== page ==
By 1838 the Augusta was declared unseaworthy. In the late 1940s she was being used by the Norfolk Sea Scouts on the Norfolk Broads. By 1953 the now derelict lifeboat was found, cut in half and being used as a shelter at the Broads village of Ranworth. In recent years some of the Augusta's original planking has been preserved in a tank in Sheringham by a local businessman.

Henry Ramey Upcher[edit]

Uniquely Sheringham has had in the past two lifeboat services running at the same time, one private and the other operated by the RNLI. The lifeboat Henry Ramey Upcher was the boat of the private service. This lifeboat was the gift of Mrs. Caroline Upcher of Sheringham Hall, donated to the fishermen in memory of Mrs. Upcher's husband.

Rescues and service[edit]

The Henry Ramey Upcher launched to over 50 services and she worked closely with the lifeboats, William Bennett and J.C. Madge of the RNLI. She remained in service until 1935 and she saved over 200 souls.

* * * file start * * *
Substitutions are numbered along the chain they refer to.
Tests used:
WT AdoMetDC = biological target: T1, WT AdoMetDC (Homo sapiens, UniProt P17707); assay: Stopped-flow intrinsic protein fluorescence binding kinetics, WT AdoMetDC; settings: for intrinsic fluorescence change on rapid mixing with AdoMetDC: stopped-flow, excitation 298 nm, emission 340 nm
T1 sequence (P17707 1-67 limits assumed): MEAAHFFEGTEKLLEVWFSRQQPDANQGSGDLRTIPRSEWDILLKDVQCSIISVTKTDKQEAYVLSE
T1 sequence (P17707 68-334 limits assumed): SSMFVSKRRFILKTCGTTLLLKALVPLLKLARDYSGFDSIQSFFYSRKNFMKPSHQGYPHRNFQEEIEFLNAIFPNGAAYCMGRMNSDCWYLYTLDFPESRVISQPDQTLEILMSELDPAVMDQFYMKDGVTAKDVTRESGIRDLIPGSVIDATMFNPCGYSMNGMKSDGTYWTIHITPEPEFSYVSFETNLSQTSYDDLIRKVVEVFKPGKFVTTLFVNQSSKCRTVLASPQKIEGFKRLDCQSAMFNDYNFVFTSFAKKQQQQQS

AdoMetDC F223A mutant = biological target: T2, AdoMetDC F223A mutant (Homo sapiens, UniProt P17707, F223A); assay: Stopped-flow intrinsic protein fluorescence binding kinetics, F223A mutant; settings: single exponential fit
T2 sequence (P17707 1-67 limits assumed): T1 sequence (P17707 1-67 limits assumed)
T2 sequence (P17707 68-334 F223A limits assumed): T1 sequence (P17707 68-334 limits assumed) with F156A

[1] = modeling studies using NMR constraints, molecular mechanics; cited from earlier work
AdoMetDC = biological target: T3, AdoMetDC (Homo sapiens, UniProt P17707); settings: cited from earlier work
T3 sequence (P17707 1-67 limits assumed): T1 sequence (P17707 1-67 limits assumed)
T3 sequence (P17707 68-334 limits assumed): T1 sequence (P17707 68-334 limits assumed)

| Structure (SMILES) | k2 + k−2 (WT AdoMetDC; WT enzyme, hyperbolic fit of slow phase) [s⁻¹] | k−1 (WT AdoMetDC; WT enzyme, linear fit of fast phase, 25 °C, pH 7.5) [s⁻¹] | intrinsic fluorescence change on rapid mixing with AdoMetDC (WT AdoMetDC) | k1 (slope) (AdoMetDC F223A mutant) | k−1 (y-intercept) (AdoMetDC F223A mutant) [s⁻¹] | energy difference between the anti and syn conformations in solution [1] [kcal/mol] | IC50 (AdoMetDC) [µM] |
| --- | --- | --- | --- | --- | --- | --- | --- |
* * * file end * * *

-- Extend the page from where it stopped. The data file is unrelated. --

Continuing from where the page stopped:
The Henry Ramey Upcher Lifeboat Museum[edit]

Today the Henry Ramey Upcher lifeboat is preserved in original condition in her own museum which is housed in the original lifeboat shed at the top of the slipway at Old Hythe.

Duncan[edit]

Main article: RNLB Duncan

The lifeboat Duncan was the first RNLI boat to serve at the new Sheringham station. She came to the town on 31 July 1867 and had been built at the cost of £345 with this expenditure cost being met by a donation from Mrs. Agnes Fraser, née Duncan, in memory of her father and uncle. The lifeboat had been designed by James Peake and built by Forrestt of Limehouse, London. Duncan was 36 feet long and 9 foot 4 inches wide and was self-righting by virtue of her heavy iron keel and high end boxes. She was supplied with 12 oars and a single mast with sail.

During the 19 years that Duncan was at Sheringham she was called to made 7 service launches and saved 18 lives.

William Bennett (ON 11)[edit]